KARACHI, Pakistan — At first, it was just texts. I’d wake up in the middle of the night to a phone vibrating with messages from unknown numbers. Bleary eyed, I’d check them quickly:

“Can I be your fraind?”
“Will you pleez be my gf.”
“I would like to date you, plz.”

Then I’d groan and fall back to sleep.

Almost every woman I’ve met in Pakistan has experienced this harassment: an ongoing deluge of text messages written in misspelled English or Romanized Urdu, some of them explicitly sexual, most of them benign. (It’s worth adding that I have never heard of a woman responding to the messages; the senders seem undaunted.)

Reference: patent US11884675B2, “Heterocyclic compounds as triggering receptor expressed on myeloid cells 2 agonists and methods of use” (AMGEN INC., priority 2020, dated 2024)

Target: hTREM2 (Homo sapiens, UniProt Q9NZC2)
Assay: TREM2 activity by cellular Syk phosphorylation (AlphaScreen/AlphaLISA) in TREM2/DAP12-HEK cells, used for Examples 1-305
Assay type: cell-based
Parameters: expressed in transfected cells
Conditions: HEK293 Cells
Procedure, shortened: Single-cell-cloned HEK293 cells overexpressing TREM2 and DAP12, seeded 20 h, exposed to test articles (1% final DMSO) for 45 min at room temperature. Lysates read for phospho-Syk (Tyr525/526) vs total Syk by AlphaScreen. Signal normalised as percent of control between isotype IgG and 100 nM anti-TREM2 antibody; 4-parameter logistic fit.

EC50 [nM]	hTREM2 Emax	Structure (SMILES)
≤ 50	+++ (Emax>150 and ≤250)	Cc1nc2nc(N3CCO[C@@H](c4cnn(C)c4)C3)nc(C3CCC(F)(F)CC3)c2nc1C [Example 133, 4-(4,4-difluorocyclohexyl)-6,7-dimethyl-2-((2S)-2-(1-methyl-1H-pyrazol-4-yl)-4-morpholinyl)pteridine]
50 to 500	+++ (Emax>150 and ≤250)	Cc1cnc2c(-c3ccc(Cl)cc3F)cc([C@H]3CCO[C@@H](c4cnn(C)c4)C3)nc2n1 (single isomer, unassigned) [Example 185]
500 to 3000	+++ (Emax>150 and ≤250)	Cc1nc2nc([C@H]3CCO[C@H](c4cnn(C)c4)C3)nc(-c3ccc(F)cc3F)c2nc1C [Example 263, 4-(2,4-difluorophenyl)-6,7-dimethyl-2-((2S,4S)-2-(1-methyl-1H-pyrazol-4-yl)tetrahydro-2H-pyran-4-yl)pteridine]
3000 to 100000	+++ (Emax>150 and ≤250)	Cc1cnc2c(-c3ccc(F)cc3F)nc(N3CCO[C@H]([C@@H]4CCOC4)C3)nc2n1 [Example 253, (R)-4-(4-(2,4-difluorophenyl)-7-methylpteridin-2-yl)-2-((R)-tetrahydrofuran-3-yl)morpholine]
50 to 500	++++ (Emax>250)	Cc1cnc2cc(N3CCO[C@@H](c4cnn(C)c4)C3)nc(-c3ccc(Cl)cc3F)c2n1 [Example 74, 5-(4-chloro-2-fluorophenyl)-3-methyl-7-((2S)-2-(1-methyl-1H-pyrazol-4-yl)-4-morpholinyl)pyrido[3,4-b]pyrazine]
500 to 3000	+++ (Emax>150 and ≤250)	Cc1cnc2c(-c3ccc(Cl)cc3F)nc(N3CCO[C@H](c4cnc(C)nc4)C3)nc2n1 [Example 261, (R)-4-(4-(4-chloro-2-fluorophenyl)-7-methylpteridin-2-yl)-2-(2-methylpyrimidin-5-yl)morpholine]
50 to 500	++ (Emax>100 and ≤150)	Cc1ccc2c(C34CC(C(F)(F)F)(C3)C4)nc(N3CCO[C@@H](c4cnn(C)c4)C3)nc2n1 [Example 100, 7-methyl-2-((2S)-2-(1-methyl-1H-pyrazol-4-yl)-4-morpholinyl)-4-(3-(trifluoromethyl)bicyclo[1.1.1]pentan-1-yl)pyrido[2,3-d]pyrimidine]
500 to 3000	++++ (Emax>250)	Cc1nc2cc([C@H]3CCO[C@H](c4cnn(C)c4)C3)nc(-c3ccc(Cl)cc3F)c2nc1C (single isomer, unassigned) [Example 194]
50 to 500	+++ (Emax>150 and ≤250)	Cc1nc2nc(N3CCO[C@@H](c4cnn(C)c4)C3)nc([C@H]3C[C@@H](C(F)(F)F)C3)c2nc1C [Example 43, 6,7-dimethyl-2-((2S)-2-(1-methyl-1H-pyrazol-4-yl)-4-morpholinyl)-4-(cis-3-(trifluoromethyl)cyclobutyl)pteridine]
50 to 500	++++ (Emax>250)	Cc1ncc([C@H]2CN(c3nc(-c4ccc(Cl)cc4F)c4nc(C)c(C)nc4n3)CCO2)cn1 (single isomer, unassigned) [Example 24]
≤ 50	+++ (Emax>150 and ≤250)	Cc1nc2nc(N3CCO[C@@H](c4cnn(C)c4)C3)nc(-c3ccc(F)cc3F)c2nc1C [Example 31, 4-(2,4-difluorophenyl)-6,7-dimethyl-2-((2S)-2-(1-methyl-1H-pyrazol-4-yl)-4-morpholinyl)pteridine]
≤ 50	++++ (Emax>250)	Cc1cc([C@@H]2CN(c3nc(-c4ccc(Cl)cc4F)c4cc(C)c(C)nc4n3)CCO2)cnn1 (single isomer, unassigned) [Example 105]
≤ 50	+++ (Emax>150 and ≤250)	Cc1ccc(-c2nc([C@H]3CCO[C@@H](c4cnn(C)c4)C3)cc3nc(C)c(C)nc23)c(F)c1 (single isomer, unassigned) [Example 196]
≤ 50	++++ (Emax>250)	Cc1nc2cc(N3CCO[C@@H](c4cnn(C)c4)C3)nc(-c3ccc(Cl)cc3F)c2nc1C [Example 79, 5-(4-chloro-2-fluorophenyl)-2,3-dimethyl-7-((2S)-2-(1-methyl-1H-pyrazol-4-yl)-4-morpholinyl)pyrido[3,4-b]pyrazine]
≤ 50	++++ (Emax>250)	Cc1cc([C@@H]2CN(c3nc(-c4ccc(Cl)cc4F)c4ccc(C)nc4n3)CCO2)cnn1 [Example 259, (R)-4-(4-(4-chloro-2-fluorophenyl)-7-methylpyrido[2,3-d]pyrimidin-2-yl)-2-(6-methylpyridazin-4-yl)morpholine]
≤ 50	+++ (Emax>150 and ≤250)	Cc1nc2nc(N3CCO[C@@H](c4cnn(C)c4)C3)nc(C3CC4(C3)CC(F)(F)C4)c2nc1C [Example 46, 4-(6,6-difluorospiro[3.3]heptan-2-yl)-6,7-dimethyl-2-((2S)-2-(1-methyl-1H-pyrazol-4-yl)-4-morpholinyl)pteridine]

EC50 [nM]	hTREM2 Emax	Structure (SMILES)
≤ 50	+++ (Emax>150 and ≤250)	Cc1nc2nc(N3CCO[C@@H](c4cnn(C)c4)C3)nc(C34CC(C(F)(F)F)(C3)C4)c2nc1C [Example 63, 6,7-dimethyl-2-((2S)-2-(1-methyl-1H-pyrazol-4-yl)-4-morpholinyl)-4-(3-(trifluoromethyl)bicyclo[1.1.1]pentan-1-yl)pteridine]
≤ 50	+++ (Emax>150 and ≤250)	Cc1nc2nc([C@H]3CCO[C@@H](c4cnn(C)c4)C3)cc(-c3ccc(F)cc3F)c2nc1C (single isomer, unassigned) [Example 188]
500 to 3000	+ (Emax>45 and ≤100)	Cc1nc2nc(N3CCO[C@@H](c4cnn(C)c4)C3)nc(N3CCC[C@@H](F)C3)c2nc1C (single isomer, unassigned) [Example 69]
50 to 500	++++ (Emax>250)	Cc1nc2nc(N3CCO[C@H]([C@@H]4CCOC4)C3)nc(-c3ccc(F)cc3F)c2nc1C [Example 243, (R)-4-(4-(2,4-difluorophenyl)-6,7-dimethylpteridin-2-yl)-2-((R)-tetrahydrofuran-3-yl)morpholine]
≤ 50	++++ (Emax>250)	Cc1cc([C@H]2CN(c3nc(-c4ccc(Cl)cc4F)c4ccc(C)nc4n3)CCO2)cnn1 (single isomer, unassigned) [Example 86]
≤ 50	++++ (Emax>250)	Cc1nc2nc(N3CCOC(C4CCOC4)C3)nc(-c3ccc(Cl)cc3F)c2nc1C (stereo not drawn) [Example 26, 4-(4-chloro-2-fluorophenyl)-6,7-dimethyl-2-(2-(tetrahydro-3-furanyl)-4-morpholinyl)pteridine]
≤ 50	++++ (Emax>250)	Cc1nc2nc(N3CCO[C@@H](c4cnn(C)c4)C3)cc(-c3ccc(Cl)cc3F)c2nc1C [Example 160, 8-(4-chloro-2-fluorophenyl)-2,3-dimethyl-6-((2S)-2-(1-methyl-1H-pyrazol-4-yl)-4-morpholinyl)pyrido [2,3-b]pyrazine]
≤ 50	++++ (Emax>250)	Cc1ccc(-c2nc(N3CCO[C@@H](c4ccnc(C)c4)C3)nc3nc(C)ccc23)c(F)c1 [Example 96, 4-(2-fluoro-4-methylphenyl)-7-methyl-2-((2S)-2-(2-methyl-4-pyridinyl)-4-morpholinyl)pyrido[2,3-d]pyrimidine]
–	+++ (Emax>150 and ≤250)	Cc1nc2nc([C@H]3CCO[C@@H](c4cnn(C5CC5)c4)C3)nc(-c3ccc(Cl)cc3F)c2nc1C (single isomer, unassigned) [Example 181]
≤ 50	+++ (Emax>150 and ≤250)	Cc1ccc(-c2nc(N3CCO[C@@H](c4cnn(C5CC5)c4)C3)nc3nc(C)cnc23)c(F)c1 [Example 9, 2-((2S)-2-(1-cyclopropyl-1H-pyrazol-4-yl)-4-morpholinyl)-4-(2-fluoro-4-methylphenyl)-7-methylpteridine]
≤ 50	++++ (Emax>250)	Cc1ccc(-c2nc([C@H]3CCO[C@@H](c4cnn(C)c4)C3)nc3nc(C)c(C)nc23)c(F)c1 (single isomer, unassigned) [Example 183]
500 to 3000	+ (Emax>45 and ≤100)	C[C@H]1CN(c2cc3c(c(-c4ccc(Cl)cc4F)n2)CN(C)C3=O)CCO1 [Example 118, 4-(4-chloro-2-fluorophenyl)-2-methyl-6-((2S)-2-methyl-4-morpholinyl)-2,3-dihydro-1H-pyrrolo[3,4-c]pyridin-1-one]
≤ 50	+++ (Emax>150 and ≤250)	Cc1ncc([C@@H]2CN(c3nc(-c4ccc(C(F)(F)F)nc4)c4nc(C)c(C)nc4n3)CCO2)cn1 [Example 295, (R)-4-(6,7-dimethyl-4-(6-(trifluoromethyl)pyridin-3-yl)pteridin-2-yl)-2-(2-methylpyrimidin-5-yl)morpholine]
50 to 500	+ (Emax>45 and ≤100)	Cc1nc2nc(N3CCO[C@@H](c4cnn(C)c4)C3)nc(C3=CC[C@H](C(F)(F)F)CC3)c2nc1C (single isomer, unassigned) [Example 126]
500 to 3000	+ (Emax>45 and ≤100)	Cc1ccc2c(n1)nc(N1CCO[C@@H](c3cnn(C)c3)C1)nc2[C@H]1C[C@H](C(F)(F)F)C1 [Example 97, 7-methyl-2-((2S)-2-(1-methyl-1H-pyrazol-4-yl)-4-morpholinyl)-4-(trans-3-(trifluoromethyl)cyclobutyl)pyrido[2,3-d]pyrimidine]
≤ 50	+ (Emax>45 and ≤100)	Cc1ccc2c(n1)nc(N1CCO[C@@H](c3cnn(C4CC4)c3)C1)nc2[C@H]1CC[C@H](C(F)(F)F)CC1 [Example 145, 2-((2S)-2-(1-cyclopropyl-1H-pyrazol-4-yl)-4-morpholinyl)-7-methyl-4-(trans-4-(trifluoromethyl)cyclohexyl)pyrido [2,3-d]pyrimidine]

I’m not surprised that men seem to find sending these messages thrilling in its own right. Many young, middle-class Pakistanis are stuck uncomfortably in a sort of romantic limbo — they have access to Western movies and TV shows that show rapport and flirting between men and women, not to mention sexual relationships for teenagers of every class, but the society they live in often segregates the sexes.

Pakistan’s sexting problem

 

via globalpost.com